AbstractReforming the education system to reflect a new vision of society is part of many peacebuilding efforts in post-conflict societies. Accordingly, the Kurdistan Regional Government (KRG) is currently implementing a wide range of reforms in the education system in Iraqi Kurdistan. This research is a qualitative study of the KRG’s efforts to implement a peace education curriculum. It uses critical discourse analysis to investigate the Human Rights Education (HRE) textbooks content for Grades 5 and 7 (ages 11 and 13) and the History Education (HE) textbooks content for Grades 5, 6, 7 and 8 (age 11 to 14). The study also focuses on the policy and strategies of the Ministry of Education (ME) in implementing these subjects; the teaching methods used; and how effectively the knowledge, values and skills involved have been disseminated.
The approach adopted by the ME to peace education is top down and experiences significant resistance from teachers and parents. Moreover, the curriculum reforms lacked consideration of the hidden and null curricula. The research highlights how HRE contents are primarily focused on cognitive development of awareness of rights and responsibilities rather than acquiring social skills and a critical approach, and that the content was not contextualised to the reality of Iraqi Kurdistan. Furthermore, the research found that the HE curriculum focuses on the history of Iraq, Kurdistan and Islamic history and presents a message that glorifies war; it is not open to different narratives or interpretations and does not foster critical debate or an enquiry-based approach. The curriculum contents included concepts and statements that appear to instigate violence and build divisions between Muslims and non-Muslims.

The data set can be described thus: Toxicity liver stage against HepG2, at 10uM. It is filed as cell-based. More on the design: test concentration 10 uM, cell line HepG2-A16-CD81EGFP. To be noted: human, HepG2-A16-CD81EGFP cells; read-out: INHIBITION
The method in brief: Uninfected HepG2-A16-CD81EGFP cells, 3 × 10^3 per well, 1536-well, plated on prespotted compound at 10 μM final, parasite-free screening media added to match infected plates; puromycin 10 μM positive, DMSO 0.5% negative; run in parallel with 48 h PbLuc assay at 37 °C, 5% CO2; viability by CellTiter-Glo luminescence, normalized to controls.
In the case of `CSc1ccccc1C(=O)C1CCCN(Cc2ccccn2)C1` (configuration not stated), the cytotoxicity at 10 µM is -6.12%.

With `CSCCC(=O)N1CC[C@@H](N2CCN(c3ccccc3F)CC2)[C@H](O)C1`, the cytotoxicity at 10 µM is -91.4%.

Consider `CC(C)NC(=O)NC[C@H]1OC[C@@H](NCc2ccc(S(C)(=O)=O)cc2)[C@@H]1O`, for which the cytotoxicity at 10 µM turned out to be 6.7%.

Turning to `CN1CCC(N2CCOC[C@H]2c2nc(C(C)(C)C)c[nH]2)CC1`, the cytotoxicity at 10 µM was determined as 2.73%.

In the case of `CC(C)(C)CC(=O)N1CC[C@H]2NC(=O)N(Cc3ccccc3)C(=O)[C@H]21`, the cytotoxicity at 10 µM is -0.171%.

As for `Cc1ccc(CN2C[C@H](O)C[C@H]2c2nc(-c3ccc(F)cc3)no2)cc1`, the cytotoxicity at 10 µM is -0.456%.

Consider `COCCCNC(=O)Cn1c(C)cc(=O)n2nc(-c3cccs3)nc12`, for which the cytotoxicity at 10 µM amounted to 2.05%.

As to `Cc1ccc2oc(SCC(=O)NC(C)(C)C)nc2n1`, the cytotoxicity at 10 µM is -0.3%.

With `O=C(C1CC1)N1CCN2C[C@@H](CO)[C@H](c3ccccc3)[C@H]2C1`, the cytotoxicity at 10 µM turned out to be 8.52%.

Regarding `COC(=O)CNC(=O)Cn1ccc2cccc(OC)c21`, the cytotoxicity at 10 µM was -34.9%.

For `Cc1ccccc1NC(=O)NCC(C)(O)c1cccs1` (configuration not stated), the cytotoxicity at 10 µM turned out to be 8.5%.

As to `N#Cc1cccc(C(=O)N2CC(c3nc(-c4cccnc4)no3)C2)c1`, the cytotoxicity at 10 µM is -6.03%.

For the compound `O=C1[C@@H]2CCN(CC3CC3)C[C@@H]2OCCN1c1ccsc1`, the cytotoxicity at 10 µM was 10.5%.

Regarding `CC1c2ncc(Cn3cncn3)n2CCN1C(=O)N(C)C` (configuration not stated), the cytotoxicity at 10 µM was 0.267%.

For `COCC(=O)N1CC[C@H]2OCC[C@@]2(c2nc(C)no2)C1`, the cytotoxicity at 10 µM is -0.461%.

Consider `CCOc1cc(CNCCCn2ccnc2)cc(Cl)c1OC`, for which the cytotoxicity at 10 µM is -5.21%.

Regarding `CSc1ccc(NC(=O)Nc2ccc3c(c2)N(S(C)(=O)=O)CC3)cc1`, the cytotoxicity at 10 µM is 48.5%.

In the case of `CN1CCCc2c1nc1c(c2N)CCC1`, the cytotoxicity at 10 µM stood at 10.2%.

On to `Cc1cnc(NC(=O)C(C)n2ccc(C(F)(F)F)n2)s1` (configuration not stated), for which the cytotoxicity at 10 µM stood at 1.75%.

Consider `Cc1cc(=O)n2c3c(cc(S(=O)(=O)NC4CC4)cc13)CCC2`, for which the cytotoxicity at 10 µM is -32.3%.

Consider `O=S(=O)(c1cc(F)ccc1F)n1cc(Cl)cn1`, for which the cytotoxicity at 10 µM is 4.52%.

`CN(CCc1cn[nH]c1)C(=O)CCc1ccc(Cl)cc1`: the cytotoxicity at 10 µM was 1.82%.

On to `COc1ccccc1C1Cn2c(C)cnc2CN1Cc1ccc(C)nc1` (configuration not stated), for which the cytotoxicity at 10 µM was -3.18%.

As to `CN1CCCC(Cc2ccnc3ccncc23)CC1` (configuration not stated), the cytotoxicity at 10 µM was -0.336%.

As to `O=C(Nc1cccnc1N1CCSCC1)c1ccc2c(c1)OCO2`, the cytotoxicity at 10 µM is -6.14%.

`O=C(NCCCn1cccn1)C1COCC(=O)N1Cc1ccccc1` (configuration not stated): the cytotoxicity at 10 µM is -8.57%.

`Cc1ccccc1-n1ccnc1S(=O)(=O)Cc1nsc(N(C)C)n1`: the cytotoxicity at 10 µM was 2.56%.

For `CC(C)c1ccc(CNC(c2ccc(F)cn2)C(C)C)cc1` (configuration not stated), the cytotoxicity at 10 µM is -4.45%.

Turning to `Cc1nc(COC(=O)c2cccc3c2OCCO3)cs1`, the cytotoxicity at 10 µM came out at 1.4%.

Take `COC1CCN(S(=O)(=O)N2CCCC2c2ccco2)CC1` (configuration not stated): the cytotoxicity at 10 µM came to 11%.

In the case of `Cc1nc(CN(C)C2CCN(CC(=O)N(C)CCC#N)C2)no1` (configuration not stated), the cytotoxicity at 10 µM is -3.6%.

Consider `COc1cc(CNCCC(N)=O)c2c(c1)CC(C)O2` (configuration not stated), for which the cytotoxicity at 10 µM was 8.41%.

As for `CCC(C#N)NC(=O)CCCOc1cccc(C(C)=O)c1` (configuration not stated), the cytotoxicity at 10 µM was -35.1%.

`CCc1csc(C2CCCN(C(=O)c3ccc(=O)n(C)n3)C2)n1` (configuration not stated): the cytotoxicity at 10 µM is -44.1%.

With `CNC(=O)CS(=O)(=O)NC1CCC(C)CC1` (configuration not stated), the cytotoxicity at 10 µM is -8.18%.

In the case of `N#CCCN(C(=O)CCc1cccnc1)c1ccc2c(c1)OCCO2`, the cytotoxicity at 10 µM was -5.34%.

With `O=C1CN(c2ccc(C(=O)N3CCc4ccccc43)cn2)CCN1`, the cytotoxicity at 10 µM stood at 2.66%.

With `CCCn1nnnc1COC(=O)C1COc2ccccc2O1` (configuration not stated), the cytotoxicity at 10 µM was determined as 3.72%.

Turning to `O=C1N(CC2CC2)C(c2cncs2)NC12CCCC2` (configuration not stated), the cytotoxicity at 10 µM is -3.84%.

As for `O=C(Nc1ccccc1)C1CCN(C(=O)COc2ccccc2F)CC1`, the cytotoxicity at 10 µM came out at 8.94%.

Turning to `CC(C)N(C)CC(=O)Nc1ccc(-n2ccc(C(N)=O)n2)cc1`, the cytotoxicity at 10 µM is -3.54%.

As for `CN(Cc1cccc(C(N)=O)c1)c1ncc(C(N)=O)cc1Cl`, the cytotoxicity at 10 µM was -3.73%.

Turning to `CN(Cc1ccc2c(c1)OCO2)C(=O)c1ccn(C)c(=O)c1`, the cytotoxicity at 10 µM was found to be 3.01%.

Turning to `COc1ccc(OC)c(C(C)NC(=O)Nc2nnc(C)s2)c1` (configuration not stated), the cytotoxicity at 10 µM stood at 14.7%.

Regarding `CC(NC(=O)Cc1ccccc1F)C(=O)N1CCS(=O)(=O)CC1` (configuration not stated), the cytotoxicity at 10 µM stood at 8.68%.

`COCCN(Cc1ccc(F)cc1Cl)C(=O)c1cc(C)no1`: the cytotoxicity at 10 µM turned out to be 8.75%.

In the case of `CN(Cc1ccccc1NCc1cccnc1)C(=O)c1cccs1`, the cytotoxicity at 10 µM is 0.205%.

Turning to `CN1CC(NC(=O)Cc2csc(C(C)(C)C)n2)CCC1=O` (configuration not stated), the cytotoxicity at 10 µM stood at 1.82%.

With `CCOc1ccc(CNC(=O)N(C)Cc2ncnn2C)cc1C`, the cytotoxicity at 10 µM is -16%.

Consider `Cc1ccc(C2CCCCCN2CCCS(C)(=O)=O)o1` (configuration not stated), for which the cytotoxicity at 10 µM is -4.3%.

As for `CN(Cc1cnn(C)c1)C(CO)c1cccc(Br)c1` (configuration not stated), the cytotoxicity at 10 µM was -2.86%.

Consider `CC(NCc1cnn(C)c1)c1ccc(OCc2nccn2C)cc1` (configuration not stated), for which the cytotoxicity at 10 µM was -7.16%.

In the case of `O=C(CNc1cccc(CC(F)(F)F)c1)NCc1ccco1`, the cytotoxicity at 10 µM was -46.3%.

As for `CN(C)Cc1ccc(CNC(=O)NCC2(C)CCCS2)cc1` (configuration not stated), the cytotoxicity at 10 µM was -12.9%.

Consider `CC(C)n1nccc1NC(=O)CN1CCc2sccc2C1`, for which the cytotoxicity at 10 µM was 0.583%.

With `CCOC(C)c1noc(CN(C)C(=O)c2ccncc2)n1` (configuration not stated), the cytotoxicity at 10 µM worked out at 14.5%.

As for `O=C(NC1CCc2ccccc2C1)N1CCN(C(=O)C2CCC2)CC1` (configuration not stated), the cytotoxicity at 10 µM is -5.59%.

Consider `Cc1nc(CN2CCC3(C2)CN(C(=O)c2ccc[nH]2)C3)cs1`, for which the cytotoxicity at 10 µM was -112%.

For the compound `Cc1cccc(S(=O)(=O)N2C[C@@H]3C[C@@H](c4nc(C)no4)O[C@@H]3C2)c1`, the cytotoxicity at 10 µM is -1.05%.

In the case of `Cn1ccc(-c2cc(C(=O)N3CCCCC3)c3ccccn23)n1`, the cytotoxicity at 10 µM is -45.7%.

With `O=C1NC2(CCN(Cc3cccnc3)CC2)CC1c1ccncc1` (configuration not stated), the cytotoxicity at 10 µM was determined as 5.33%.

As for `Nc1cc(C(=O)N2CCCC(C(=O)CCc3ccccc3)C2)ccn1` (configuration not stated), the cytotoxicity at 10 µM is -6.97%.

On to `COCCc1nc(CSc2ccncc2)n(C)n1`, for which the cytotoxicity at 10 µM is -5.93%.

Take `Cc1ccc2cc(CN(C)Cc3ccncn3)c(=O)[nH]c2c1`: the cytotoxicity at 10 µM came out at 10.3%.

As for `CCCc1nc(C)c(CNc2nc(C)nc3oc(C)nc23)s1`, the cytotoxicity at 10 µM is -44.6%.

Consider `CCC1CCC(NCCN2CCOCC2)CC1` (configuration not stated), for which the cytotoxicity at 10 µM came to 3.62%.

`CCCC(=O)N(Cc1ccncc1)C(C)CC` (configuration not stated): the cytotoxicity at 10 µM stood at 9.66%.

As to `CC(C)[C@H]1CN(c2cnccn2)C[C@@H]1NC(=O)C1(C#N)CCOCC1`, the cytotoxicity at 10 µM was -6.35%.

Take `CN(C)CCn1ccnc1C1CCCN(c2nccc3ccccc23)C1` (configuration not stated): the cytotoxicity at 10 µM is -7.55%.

Despite the achievements of the ME in improving the education system there are many challenges such as weak infrastructure, lack of professional development and resistance through the wider cultural context. The methods of teaching are what Freire terms the ‘banking system’, authoritarian and not learner-centred, which largely reflects the social fabric of Kurdish society. The research identified many challenges facing teachers including the level of their commitment, skills, specialization and capacity-building. However, it also found positive support for HRE among students and teachers.
|Date of Award||2015|
|Supervisor||Marwan Darweish (Supervisor) & Alan Hunter (Supervisor)|